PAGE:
In ancient Greece, left-brain creativity was attributed to the god Dionysus (the god of wine and drunkenness) while traits of reason and order were ascribed to Apollo — dualities of human nature that to this day are equally prized. The trouble is, this type of thinking is not entirely accurate. At least once in your life you’ve probably described yourself as either left- or right-brained, or probably taken one of those Facebook quizzes to help determine your disposition. Chances are if you scored higher right-brain results, you think of yourself as creative — with a knack for writing poetry or music, working better with brush strokes than math equations. Those of you who scored higher left-brain results would probably be better described as analytical, rational thinkers who aren’t too afraid to attack abstract problems.
While people have long been aware of human nature’s duality, it was only around 1861 that the legendary work of Paul Broca made the scientific world aware that the left hemisphere of the brain is responsible for speech. Broca, a French physician, identified a syphilitic lesion on the left frontal lobe of his patient “Tan.” Tan suffered from a severe condition known as expressive aphasia, which made processing speech difficult — his nickname came from one of the few words he was able to articulate. It became clear to Broca that speech processing originated from the left hemisphere of the brain.
One century later, however, the picture got a bit more complicated, when pioneer neuroscientists Michael Gazzaniga and Roger Wolcott Sperry found that their split-brain patients processed visual stimuli using the opposite hemisphere. The test subjects were given a list of everyday items to label, and while it was clear that the objects were familiar — a task of the right hemisphere — the patients could not assign them names (as language is controlled by the left hemisphere).
So what’s really going on here? The halves are actually a bit more dependent on each other than pop psychology has you believe. Thoughts occurring in one hemisphere (stimulation, such as seeing the perfect sunset for your landscape) can cause contractions in the opposite hemisphere, activating areas of memory and language — it’s also why you may not always be the best at describing your scene in words on paper. Although distinct, the hemispheres regularly communicate, doing this with excitatory and inhibitory signals that carry across the corpus callosum and elsewhere. Both the left hemisphere (LHS) and right hemisphere (RHS) offer their own ways to decrypt these signals. It’s called hemispheric rivalry — a regular discussion going on in your head as you process the situation before you and ultimately decide how to act. Do you pretend you don’t see your former roommate, or do you greet them? Consciousness could be defined by the way we make use of both parts of the brain.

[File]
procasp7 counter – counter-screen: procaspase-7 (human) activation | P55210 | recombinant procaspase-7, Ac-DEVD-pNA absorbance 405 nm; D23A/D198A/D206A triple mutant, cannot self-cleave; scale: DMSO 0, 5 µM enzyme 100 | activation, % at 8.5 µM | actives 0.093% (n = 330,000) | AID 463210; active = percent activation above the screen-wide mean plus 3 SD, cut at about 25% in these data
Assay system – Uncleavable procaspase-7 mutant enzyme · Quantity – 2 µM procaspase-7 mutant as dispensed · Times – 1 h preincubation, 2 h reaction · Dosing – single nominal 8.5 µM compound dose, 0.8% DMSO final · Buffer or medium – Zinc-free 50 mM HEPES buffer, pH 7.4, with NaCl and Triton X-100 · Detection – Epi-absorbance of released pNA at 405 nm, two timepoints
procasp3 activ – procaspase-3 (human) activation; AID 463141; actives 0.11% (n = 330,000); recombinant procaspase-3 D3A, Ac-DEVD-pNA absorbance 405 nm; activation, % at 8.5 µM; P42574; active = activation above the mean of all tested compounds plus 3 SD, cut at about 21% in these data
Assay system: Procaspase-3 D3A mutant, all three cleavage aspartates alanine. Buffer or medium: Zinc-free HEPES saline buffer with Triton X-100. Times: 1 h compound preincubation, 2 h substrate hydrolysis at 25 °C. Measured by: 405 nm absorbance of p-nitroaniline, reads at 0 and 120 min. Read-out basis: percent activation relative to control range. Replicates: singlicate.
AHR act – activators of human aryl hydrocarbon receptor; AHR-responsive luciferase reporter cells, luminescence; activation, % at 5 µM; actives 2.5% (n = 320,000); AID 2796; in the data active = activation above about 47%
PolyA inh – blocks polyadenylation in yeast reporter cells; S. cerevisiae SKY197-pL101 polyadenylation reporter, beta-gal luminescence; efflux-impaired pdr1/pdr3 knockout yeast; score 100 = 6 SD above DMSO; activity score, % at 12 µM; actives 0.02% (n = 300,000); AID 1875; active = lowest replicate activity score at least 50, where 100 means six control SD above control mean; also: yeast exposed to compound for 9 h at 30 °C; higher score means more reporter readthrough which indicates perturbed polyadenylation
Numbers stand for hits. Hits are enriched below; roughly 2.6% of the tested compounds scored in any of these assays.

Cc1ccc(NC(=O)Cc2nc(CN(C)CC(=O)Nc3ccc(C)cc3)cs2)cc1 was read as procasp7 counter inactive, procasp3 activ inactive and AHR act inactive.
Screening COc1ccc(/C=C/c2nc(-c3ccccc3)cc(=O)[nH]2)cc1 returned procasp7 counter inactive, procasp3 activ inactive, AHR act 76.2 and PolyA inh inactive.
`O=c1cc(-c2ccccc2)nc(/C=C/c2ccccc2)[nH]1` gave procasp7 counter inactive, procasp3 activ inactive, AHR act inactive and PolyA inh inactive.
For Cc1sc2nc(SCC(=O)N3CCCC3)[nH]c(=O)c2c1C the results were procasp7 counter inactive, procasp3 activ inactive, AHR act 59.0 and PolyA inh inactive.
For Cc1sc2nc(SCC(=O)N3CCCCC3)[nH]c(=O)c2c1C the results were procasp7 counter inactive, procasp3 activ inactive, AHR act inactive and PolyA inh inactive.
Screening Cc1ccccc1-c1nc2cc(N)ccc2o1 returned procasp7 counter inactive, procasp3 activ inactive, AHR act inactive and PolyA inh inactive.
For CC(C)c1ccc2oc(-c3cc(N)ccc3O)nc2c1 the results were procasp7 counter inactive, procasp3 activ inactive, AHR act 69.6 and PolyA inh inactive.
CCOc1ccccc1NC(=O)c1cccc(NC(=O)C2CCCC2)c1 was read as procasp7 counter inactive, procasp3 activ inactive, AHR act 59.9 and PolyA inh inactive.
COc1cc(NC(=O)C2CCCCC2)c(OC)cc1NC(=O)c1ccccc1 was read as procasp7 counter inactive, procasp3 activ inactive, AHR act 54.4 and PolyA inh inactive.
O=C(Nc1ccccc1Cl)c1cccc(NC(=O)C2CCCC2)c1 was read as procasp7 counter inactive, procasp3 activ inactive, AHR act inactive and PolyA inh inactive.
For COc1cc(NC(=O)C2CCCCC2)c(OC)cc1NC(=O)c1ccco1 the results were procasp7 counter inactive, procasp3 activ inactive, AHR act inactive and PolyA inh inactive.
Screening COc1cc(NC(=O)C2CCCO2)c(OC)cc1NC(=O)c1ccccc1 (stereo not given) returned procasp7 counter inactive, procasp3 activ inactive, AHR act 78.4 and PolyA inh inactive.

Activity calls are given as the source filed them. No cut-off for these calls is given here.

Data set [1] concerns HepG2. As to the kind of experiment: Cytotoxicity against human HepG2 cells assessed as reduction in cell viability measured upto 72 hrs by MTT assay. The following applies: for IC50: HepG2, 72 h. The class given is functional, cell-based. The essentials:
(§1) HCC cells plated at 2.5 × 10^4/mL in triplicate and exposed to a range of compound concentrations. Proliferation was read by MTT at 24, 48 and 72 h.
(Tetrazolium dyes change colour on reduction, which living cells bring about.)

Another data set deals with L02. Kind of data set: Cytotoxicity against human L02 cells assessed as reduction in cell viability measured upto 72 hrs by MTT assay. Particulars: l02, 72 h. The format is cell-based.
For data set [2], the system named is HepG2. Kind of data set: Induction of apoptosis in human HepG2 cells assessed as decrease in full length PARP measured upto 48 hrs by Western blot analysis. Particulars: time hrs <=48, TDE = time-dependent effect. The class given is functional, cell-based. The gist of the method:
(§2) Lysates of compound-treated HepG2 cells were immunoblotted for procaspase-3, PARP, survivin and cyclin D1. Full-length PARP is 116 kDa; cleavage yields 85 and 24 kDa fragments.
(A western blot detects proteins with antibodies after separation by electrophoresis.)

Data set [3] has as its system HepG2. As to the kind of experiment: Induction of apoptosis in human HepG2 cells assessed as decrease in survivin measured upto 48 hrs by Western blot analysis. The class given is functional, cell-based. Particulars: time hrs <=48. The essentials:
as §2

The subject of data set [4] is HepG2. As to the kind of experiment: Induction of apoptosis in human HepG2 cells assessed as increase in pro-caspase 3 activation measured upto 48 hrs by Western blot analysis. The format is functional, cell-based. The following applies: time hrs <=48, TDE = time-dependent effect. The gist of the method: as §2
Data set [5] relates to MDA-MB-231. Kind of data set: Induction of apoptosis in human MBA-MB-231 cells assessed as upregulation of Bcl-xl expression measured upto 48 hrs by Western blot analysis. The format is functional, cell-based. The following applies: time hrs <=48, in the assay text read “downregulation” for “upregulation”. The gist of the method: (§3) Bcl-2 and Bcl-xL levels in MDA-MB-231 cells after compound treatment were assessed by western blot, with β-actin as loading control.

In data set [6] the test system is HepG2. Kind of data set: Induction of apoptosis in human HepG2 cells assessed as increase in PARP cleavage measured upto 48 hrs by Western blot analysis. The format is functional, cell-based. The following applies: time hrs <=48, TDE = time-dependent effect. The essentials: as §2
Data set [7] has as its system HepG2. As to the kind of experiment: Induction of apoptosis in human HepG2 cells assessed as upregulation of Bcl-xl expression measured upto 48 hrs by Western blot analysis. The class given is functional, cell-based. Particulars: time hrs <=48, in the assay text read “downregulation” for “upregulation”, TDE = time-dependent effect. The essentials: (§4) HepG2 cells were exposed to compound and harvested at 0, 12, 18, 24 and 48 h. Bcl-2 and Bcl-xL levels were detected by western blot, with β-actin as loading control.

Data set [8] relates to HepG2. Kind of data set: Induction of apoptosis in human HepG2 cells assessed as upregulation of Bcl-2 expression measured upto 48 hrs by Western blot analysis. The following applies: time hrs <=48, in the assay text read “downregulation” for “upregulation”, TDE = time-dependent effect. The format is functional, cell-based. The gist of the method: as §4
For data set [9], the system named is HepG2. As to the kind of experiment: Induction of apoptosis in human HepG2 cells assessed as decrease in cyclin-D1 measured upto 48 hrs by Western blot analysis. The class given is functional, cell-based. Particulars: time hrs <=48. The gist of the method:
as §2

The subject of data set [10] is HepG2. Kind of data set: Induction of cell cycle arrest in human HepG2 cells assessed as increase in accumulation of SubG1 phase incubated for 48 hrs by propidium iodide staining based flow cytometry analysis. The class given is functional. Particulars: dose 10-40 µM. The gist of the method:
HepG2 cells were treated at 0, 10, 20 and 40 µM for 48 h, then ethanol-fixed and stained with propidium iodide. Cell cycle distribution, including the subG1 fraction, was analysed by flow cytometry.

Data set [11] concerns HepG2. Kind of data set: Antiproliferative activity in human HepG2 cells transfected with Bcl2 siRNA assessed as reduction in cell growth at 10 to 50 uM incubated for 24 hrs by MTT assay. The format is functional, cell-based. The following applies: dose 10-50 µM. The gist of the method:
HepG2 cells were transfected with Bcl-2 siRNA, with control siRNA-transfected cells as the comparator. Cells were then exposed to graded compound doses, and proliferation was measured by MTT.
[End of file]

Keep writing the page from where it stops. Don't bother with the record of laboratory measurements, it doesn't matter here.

What would the LHS say to do in the midst of this rivalry? It is somewhat of a risk taker, making it the driving force behind some of our more reckless decisions. Maybe you’re still angry about the time your roommate decided to move out abruptly and left you stuck with four months of your lease. The emotions from this past occurrence feed into your LHS and, if you aren’t careful, could probably push you to angrily rebuke your old roommate in public. Not every plan developed in the LHS is a dangerous one — but usually is an illogical response, not fully thought out. A mediation between the LHS and RHS could lead you to simply walk away without acknowledging your roommate. In many ways, the RHS is the inaction, or the equal opposite of LHS, making use of logic and calculations before acting.
How did the brain come equipped with this foundational mediation? In the earlier days of our evolution, risk-taking was an essential part of our survival. To not hunt or seek new grounds for shelter during extreme weather — such as the shifting climates that encouraged human migration through Africa — would mean surrendering to the elements. The RHS had much less time to develop, according to an anthropological perspective, evolving only as things became more stable — environments where dangers from an animal attack, or a marauding tribe, were more likely than starvation, where one would want to minimize the risk of a confrontation rather than provoke one.